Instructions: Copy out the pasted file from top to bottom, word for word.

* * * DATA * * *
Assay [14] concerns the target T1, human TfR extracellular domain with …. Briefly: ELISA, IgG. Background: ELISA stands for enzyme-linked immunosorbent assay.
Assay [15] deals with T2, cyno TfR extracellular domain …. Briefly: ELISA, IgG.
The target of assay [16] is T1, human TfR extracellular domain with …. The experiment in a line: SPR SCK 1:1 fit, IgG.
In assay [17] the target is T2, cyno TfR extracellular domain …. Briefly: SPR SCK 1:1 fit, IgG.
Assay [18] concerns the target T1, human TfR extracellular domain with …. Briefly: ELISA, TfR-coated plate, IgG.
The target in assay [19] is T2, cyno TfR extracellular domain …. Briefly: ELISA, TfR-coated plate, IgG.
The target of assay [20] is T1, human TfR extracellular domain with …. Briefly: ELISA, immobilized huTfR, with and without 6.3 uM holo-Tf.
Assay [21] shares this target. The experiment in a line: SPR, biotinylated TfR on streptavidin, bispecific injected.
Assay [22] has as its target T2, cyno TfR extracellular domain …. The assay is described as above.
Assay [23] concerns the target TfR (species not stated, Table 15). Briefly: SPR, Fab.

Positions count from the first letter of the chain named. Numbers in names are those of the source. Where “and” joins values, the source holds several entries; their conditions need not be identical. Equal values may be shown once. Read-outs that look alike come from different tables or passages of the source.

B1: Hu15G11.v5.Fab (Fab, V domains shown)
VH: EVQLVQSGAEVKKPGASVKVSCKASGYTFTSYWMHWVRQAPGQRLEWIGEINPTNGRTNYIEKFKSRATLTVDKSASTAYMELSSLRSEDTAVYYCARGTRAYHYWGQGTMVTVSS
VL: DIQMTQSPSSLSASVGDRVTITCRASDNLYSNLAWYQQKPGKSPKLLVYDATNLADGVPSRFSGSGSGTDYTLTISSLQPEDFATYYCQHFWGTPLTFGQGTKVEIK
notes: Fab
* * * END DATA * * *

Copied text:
Assay [14] concerns the target T1, human TfR extracellular domain with …. Briefly: ELISA, IgG. Background: ELISA stands for enzyme-linked immunosorbent assay.
Assay [15] deals with T2, cyno TfR extracellular domain …. Briefly: ELISA, IgG.
The target of assay [16] is T1, human TfR extracellular domain with …. The experiment in a line: SPR SCK 1:1 fit, IgG.
In assay [17] the target is T2, cyno TfR extracellular domain …. Briefly: SPR SCK 1:1 fit, IgG.
Assay [18] concerns the target T1, human TfR extracellular domain with …. Briefly: ELISA, TfR-coated plate, IgG.
The target in assay [19] is T2, cyno TfR extracellular domain …. Briefly: ELISA, TfR-coated plate, IgG.
The target of assay [20] is T1, human TfR extracellular domain with …. Briefly: ELISA, immobilized huTfR, with and without 6.3 uM holo-Tf.
Assay [21] shares this target. The experiment in a line: SPR, biotinylated TfR on streptavidin, bispecific injected.
Assay [22] has as its target T2, cyno TfR extracellular domain …. The assay is described as above.
Assay [23] concerns the target TfR (species not stated, Table 15). Briefly: SPR, Fab.

Positions count from the first letter of the chain named. Numbers in names are those of the source. Where “and” joins values, the source holds several entries; their conditions need not be identical. Equal values may be shown once. Read-outs that look alike come from different tables or passages of the source.

B1: Hu15G11.v5.Fab (Fab, V domains shown)
VH: EVQLVQSGAEVKKPGASVKVSCKASGYTFTSYWMHWVRQAPGQRLEWIGEINPTNGRTNYIEKFKSRATLTVDKSASTAYMELSSLRSEDTAVYYCARGTRAYHYWGQGTMVTVSS
VL: DIQMTQSPSSLSASVGDRVTITCRASDNLYSNLAWYQQKPGKSPKLLVYDATNLADGVPSRFSGSGSGTDYTLTISSLQPEDFATYYCQHFWGTPLTFGQGTKVEIK
notes: Fab